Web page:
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Cook Inlet Gas Leak Continues, Lawsuit Looms

Rashah McChesney

Hilcorp is continuing to monitor a gas leak in Cook Inlet, but has not yet been able to stop it.

According to a Feb. 21 news release from the Alaska Department of Environmental Conservation, the leak is over 98 percent methane.

Hilcorp says they are monitoring the pressure and flow rate on the line. The company reduced the line pressure from 195 psi on Feb. 13 to 165 psi on Feb. 19.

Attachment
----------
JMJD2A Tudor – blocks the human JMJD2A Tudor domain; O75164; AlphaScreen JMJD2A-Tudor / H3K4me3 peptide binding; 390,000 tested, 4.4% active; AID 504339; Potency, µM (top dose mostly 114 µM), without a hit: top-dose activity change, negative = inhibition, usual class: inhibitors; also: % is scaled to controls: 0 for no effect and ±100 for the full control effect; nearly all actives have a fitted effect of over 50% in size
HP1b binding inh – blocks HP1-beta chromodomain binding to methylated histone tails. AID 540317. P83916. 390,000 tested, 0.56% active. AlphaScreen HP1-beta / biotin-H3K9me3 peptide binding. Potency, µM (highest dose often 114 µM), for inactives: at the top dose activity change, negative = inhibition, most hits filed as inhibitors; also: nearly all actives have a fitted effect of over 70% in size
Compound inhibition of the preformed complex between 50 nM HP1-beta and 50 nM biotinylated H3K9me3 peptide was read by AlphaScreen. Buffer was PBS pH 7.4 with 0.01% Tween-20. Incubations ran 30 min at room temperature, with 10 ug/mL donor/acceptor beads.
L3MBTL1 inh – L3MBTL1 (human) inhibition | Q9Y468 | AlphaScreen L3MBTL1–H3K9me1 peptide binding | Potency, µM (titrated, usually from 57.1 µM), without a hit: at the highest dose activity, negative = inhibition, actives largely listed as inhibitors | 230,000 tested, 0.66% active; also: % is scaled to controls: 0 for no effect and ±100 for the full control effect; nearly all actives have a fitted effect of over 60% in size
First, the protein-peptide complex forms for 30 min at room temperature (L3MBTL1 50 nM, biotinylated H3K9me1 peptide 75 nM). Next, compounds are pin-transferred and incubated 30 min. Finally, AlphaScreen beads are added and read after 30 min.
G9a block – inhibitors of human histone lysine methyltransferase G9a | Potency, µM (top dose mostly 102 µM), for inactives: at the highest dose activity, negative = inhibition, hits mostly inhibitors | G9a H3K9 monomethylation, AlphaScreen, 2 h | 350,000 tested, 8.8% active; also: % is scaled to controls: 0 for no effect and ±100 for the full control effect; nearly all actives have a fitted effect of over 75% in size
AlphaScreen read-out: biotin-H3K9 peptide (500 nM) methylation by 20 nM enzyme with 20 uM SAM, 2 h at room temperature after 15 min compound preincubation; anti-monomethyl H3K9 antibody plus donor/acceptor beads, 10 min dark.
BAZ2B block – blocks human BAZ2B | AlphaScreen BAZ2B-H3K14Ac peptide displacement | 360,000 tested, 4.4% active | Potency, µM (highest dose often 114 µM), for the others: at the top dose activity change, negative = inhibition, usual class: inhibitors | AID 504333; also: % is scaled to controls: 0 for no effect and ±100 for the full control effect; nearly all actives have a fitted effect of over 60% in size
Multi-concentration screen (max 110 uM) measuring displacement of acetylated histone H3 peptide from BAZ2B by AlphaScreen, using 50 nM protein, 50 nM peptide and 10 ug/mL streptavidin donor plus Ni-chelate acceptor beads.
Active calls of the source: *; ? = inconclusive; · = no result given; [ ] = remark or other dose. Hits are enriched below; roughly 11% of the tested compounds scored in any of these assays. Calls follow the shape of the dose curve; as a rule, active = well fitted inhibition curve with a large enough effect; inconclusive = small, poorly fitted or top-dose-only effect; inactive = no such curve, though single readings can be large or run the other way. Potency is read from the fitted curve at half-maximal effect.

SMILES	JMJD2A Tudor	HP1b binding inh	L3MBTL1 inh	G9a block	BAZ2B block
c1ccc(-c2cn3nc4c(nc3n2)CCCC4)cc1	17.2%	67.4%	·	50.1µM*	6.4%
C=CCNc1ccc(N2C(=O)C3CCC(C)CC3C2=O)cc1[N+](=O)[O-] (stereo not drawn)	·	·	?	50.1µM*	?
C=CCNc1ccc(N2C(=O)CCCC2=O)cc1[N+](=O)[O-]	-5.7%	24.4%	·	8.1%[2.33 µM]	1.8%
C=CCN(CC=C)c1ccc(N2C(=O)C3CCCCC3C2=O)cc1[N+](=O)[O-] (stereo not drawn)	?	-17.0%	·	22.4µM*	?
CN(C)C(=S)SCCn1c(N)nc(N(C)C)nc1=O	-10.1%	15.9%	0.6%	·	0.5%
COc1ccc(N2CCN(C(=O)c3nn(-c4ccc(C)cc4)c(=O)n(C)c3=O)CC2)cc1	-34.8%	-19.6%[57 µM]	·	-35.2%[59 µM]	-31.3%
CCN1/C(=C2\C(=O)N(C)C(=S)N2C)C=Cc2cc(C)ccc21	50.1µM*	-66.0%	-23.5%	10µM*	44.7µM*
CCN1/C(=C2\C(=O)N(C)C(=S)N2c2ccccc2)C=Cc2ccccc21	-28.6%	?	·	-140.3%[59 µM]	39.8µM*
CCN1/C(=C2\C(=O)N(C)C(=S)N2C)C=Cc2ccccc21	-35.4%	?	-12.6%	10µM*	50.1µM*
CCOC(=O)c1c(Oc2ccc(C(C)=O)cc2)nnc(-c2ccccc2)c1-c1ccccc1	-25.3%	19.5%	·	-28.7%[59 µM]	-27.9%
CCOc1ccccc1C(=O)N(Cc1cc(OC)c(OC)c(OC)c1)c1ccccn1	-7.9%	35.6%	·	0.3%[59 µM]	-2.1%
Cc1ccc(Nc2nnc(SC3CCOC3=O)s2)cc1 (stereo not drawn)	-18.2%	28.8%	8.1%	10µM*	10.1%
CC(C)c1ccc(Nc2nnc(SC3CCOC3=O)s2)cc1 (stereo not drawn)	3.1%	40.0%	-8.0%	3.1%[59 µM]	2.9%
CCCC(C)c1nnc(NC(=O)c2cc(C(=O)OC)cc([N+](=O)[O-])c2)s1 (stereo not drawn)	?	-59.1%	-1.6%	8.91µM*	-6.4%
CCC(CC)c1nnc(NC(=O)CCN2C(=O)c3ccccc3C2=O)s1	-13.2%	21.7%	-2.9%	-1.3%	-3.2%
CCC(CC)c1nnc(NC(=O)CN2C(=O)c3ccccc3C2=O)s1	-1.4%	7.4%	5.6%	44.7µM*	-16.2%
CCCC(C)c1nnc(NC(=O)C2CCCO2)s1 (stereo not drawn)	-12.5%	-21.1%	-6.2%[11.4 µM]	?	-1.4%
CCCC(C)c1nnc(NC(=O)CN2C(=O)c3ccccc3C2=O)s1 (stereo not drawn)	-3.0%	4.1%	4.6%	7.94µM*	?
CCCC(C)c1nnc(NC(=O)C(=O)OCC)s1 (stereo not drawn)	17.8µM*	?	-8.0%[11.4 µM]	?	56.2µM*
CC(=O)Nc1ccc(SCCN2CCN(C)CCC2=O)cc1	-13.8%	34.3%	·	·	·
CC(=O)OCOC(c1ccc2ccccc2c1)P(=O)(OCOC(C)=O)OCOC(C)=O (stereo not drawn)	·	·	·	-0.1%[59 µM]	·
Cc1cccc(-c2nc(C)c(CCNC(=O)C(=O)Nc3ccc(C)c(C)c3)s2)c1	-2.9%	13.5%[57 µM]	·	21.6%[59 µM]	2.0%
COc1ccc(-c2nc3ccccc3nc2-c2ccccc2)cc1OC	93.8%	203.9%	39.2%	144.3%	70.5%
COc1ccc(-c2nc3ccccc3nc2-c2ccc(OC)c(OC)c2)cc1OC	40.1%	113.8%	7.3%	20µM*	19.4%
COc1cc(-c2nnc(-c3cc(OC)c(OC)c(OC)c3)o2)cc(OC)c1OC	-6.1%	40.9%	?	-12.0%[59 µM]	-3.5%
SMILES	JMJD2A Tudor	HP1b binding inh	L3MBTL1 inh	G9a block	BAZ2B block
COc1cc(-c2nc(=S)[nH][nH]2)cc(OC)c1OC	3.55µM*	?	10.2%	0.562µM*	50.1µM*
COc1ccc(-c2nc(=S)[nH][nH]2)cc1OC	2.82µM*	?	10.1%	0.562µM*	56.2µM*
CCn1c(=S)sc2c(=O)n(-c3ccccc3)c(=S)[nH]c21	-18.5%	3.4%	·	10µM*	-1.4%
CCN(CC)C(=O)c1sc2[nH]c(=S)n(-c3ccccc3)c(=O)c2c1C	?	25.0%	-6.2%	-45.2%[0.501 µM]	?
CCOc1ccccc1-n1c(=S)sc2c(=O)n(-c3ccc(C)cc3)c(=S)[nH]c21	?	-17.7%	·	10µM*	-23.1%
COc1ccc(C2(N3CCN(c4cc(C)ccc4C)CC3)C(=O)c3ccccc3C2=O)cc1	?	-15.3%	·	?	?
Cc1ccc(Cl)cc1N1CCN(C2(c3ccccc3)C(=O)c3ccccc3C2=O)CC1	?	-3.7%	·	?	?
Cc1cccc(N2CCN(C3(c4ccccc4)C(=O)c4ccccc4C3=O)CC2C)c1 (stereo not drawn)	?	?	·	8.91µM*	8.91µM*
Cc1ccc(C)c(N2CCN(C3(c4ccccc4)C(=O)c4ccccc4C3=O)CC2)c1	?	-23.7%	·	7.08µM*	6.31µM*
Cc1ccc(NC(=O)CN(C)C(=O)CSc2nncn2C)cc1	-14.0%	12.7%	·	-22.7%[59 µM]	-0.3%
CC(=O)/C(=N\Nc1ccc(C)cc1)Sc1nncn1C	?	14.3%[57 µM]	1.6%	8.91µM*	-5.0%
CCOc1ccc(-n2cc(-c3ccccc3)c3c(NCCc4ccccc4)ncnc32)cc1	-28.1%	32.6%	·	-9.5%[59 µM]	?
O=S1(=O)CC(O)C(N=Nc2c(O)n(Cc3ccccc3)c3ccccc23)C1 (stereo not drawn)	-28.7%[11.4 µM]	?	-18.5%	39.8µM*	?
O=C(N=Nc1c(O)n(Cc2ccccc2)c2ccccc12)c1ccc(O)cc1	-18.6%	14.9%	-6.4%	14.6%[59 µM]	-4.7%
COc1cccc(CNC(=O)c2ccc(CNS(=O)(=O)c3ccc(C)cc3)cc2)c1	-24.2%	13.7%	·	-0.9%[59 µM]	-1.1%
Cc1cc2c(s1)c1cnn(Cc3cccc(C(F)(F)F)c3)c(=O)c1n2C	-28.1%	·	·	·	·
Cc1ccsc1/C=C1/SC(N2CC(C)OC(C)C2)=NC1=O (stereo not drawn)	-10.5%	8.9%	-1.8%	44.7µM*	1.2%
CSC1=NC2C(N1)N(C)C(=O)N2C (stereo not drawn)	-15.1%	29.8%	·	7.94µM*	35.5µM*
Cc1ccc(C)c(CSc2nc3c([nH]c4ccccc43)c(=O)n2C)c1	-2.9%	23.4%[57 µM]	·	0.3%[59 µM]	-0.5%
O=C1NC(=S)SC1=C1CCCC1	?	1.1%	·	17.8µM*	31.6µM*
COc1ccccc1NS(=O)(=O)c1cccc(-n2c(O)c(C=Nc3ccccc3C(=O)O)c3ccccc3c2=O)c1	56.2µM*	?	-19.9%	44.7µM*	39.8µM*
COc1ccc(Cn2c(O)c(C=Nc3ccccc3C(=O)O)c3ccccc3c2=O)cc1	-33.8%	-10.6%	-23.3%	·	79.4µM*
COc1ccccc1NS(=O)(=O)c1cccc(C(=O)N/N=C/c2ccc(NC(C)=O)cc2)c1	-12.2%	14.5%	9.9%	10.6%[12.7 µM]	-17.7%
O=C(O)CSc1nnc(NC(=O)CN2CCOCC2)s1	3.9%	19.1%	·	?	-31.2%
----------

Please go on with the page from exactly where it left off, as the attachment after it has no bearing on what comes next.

The company estimates somewhere between 210,000 and 310,000 cubic feet of methane is escaping through the leak every day. The exact amount of gas released is currently unknown.

Hilcorp conducted flyovers on Feb. 19 and Feb. 20, but were not able to detect bubbles from the gas leak because of ice pans in the area.

Local environmental group Cook Inletkeeper says Hilcorp is violating the federal Clean Water Act and has threatened to sue the company within 60 days.

Shahla first caught the radio bug as a world music host for WMHC, the oldest college radio station operated exclusively by women. Before coming to KBBI, she worked at Capital Public Radio in Sacramento and as a science writer for the California Environmental Legacy Project. She is currently completing her Ph.D in ecology at the University of California-Davis, where she studies native bees.